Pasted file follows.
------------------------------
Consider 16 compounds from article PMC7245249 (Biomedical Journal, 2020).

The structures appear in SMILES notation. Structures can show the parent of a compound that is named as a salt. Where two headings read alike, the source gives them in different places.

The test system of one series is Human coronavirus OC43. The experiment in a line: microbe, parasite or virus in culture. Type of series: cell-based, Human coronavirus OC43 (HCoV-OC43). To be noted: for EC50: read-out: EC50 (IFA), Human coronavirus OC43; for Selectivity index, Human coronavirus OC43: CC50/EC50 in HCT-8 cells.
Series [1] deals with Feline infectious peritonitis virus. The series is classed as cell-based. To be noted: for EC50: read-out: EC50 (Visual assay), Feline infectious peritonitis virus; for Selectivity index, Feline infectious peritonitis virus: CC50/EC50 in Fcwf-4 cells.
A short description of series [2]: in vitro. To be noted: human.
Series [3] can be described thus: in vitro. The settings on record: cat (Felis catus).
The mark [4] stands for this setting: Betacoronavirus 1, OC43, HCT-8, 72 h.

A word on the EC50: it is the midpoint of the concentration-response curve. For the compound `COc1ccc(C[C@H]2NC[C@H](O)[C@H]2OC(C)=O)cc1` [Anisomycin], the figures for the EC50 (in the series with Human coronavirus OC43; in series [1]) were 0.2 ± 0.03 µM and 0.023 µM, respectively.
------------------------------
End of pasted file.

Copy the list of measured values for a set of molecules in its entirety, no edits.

Consider 16 compounds from article PMC7245249 (Biomedical Journal, 2020).

The structures appear in SMILES notation. Structures can show the parent of a compound that is named as a salt. Where two headings read alike, the source gives them in different places.

The test system of one series is Human coronavirus OC43. The experiment in a line: microbe, parasite or virus in culture. Type of series: cell-based, Human coronavirus OC43 (HCoV-OC43). To be noted: for EC50: read-out: EC50 (IFA), Human coronavirus OC43; for Selectivity index, Human coronavirus OC43: CC50/EC50 in HCT-8 cells.
Series [1] deals with Feline infectious peritonitis virus. The series is classed as cell-based. To be noted: for EC50: read-out: EC50 (Visual assay), Feline infectious peritonitis virus; for Selectivity index, Feline infectious peritonitis virus: CC50/EC50 in Fcwf-4 cells.
A short description of series [2]: in vitro. To be noted: human.
Series [3] can be described thus: in vitro. The settings on record: cat (Felis catus).
The mark [4] stands for this setting: Betacoronavirus 1, OC43, HCT-8, 72 h.

A word on the EC50: it is the midpoint of the concentration-response curve. For the compound `COc1ccc(C[C@H]2NC[C@H](O)[C@H]2OC(C)=O)cc1` [Anisomycin], the figures for the EC50 (in the series with Human coronavirus OC43; in series [1]) were 0.2 ± 0.03 µM and 0.023 µM, respectively.